Book Review: When Breath Becomes Air By Paul Kalanithi – What Makes Life Worth Living In The Face of Death?

Title: When Breath Becomes Air

Author: Paul Kalanithi

Publishing Date: January 12, 2016

Genre: Autobiography, Biography

Awards: Goodreads Choice Awards Best Memoir & Autobiography

‘When Breath Becomes Air’ is an eloquent, rattling, heartbreaking and powerful memoir of the neurosurgeon and writer, Paul Kalanithi. It is the story of his life, exploration of human identity, and struggle with inoperable lung cancer.

The Life …

Dr. Paul Kalanithi held degrees in English literature, human biology, history and philosophy of science and medicine from Stanford and Cambridge University before graduating from Yale School of Medicine. His reflections on doctoring and illness have been published in the New York Times, the Washington Post and the Paris Review Daily. He also received the American Academy of Neurological Surgery’s Highest Award for research. Kalanithi died in March 2015, aged 37. He is survived by his wife, Lucy and their daughter, Elizabeth Acadia (nicknamed, Cady).

The Foreword …

The book features a well-articulated foreword by Abraham Verghese, an Indian American physician-author, Professor for the Theory and Practice of Medicine at Stanford University Medical School and Senior Associate Chair of the Department of Internal Medicine. Abraham writes, “I reread Paul’s piece, again and again, trying to understand what he had brought about. First, it was musical. It had echoes of Galway Kinnell, almost a prose poem. But it also had a taste of something else, something from an antique land, from a time before zinc bars.”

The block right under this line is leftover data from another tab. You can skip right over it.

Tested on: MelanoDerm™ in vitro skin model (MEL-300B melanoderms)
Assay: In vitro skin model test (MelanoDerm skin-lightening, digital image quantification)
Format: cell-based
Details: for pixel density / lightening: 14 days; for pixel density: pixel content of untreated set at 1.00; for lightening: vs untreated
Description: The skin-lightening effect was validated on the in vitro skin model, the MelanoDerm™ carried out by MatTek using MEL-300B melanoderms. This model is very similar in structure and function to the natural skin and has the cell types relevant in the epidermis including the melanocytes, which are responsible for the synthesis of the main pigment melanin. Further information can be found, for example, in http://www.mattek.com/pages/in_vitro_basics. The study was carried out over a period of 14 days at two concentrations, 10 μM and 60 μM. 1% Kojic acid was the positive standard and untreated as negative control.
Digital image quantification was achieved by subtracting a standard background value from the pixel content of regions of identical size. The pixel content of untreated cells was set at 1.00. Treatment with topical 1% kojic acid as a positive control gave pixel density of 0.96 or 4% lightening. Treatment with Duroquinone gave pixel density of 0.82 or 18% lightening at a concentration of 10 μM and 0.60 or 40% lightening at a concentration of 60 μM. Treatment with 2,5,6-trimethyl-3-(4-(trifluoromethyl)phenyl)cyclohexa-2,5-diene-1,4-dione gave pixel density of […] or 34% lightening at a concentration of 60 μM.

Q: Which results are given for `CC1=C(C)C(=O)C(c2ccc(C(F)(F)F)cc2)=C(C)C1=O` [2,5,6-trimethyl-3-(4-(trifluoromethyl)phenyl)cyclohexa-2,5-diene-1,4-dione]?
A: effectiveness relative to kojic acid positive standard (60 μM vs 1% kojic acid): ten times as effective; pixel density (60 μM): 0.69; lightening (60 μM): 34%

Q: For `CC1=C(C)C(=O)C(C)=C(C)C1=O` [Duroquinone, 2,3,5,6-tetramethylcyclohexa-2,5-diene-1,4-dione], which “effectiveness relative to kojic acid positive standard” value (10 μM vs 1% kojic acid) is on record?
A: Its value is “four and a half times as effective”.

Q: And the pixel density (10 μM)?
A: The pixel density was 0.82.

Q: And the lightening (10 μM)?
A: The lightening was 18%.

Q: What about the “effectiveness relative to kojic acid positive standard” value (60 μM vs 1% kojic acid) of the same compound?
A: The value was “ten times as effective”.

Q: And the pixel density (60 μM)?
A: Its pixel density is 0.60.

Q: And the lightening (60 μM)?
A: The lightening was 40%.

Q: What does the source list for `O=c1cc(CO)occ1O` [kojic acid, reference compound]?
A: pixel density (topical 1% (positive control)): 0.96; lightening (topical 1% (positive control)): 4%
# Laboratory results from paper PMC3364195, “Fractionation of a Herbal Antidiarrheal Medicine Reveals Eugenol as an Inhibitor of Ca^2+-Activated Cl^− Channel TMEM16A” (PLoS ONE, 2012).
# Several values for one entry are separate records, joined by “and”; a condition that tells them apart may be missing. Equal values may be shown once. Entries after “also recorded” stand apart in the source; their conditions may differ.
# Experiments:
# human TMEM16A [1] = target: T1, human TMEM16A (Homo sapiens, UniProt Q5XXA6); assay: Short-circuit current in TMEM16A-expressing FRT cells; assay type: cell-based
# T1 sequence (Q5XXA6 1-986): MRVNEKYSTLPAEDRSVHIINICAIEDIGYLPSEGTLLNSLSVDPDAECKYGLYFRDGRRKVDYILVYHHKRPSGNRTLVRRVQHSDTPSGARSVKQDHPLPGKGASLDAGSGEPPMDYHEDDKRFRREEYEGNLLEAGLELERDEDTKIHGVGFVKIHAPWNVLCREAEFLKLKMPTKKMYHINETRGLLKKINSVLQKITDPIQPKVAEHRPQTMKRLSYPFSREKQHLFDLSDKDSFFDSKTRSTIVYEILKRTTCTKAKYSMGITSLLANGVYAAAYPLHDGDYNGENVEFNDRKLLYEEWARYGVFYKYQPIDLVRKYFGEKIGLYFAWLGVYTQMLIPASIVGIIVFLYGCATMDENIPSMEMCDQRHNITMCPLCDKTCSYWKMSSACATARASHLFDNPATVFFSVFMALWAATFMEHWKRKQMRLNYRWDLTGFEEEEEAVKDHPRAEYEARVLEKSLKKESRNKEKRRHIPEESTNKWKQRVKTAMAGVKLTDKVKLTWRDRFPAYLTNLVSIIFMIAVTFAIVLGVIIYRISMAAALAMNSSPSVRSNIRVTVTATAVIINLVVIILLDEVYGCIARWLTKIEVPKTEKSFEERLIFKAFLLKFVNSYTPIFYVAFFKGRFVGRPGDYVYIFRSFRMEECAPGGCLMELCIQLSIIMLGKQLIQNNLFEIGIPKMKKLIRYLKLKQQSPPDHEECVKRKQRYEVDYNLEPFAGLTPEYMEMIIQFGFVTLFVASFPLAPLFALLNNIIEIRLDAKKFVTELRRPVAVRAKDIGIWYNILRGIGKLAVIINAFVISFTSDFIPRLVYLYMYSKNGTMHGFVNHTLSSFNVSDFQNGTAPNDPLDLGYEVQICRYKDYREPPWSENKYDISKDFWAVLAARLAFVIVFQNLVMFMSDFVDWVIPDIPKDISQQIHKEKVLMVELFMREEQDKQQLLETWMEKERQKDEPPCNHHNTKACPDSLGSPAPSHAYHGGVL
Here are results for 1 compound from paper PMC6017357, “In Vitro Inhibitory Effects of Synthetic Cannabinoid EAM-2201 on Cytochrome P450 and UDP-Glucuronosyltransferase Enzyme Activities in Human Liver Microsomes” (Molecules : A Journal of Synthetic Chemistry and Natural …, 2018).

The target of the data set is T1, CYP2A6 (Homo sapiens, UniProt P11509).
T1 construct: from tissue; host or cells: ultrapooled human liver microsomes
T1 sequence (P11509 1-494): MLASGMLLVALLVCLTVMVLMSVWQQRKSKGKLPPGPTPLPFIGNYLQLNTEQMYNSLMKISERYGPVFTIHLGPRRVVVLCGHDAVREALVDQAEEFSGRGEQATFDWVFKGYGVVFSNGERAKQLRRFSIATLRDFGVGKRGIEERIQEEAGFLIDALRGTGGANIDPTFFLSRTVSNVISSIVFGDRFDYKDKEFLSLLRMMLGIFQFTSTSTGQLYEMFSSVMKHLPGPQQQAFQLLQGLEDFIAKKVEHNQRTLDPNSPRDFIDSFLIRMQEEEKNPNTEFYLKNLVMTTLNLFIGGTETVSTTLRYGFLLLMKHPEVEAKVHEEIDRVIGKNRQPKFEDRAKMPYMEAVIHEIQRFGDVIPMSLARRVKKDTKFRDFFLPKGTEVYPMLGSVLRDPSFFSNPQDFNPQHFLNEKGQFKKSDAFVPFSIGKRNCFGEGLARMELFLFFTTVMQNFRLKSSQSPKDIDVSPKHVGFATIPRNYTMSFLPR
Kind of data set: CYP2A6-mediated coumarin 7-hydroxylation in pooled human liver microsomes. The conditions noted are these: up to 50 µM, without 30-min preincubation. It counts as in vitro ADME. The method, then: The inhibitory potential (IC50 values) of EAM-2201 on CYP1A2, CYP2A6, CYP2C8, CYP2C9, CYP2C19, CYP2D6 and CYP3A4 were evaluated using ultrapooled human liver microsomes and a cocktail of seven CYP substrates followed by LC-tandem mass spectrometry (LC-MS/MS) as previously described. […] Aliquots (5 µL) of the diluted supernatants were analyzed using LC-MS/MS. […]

Summing up the book, he marks, “Be ready. Be seated. See what courage sounds like. See how brave it is to reveal yourself in this way. But above all, see what it is to still live, to profoundly influence the lives of others after you are gone, by your words. In a world of asynchronous communication, where we are so often buried in our screens, our gaze rooted to the rectangular objects buzzing in our hand, our attention consumed by ephemera, stop and experience this dialogue with my young departed colleague, now ageless and extant in memory. Listen to Paul. In the silence between his words, listen to what you have to say back. Therein lies his message.”